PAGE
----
Darkness engulfs the White House

Darkness engulfs the White House
Fear: Trump in the White House

by Bob Woodward (Simon and Schuster,  €19.99)



Fear, the revealing account of Trump’s time in the White House to date, Woodward’s 19th book since All the President’s Men, describes an “emotionally overwrought, mercurial, and unpredictable leader” and his chaotic administration, in which Woodward has excellent contacts. His book rests firmly on their first-hand accounts.

He reminds us that Trump started badly in that he failed to prepare for office. Never expecting to win the election in November – some would say never wanting to win it – he suddenly found himself with 4,000 jobs to fill, and two months in which to fill them.

The president can’t impose order on the administration he has cobbled together: he is a surprisingly docile and ineffectual man, for all his bluster. “I always get overruled,” he complains.


An indolent creature, he once asked an expert with whom he was due to discuss cyber attacks to watch the Masters with him instead. He is not “a detail guy”, and dislikes “homework” and documents running more than a page. Trump is not however – and Woodward would hasten to make this point – an empty vessel. He has what he calls certain ‘bedrock’ beliefs. He maintains for example, that higher tariffs would protect and stimulate American industry. There’s no point in telling him that a trade deficit is not always a bad thing, or that the auto industry is in good shape and has not moved to Mexico, or that NAFTA has been good for American farmers.

Trump has become notorious for his ill-considered tweets and remarks. This tweet on the subject of North Korea shook the White House and the diplomatic community: “North Korean leader Kim Jong Un just stated that the nuclear button is on his desk at all times…I too have a nuclear button, but it is a much bigger and more powerful one than his, and my button works!”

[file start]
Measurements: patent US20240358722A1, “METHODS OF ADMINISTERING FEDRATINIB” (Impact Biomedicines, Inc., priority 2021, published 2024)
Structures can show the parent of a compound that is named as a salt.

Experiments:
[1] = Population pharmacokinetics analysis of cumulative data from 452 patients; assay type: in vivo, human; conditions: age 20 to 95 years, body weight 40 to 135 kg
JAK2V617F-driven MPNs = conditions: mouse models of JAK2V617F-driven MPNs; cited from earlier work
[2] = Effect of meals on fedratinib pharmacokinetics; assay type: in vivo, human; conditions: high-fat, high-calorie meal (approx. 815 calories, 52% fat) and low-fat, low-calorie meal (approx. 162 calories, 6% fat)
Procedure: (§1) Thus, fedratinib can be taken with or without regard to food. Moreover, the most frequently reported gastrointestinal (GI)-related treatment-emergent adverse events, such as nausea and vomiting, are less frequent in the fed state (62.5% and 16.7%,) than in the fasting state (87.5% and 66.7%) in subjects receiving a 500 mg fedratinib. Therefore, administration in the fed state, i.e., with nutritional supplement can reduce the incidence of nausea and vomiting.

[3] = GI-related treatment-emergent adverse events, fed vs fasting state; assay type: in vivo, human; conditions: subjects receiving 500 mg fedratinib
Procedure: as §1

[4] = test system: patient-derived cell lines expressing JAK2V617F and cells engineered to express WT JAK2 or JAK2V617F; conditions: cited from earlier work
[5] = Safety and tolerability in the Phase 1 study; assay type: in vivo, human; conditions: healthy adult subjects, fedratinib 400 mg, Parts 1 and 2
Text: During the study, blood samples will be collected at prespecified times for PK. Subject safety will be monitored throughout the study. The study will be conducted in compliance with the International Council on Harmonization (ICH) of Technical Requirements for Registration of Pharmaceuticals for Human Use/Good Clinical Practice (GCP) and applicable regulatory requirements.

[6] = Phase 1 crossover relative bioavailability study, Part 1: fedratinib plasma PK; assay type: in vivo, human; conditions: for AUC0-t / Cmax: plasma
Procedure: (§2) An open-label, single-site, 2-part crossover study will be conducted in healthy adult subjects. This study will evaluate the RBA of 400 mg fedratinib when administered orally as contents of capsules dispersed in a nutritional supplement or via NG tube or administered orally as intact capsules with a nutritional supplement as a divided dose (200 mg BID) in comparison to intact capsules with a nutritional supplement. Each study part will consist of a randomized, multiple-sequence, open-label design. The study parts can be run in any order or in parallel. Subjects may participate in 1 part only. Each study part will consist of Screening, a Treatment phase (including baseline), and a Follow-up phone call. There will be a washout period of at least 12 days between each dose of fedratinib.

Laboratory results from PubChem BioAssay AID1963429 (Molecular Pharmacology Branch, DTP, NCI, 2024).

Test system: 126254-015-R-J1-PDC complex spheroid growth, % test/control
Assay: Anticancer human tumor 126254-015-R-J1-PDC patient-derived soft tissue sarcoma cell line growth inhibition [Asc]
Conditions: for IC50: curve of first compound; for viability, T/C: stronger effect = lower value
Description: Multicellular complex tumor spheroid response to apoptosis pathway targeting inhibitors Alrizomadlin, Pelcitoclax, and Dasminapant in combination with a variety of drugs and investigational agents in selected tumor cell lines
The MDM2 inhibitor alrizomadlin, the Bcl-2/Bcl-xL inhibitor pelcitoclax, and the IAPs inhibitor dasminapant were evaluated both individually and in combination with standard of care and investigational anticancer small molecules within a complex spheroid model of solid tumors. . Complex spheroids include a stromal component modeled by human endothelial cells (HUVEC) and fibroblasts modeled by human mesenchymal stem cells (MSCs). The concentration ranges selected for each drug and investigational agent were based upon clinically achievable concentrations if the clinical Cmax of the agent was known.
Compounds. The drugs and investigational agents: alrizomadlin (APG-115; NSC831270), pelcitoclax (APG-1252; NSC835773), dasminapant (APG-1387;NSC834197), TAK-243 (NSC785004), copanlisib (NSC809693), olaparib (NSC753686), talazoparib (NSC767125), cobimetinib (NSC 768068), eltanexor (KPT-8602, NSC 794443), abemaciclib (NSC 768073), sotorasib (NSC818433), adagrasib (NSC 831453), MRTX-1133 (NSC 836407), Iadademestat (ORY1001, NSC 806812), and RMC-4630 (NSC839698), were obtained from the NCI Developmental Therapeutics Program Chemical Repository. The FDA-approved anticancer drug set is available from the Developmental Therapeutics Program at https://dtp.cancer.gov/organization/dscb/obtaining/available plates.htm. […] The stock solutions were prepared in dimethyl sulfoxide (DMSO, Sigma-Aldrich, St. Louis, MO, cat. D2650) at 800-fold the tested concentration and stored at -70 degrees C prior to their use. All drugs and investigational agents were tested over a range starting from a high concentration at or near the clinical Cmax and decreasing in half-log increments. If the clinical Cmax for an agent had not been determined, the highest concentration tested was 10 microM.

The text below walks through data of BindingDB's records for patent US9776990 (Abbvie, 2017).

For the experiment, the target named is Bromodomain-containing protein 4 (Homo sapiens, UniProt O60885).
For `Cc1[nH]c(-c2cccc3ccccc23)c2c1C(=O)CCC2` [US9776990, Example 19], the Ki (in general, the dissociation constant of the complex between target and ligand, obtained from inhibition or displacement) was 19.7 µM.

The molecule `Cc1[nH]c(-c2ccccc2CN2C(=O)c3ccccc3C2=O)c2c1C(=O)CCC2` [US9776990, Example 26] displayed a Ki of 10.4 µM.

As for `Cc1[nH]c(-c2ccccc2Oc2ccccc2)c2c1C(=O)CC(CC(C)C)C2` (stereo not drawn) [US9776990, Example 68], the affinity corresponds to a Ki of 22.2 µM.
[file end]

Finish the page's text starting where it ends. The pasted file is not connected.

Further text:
Equally shocking was his suggestion that there was a moral equivalence between the racist extremists and protesters who clashed at Charlottesville.

It seems that Trump’s people have had enough of his impetuousity and are trying to rein him in or guide him in certain directions. Woodward instances the day an official stealthily removed a document from the president’s desk out of fear that the paper might encourage some precipitate action by Trump. His staff’s concern to keep Trump out of trouble may explain why Woodward was unable to talk to him for the book. When he finally did get a word with him last August, he referred to his (eight) requests for an interview: “I never got a call. I never got a message,” Trump told him. “They don’t tell me,” he says of his staff generally.

Woodward does not judge. He simply sets out what he has learned. In doing so he humanises Trump.

He tells us that the president’s concern for the Americans left behind by globalisation is genuine, not electorally-motivated. Trump is a congenial fellow, who acutely feels the loneliness of high office. He has a solid, affectionate relationship with Melania; both are protective of their son Barron.

Woodward offers a balanced depiction of a man who may be around for some time to come if he can manage to fend off Robert Mueller, the special counsel investigating Russian meddling during the 2016 election,  and keep the economy ticking over.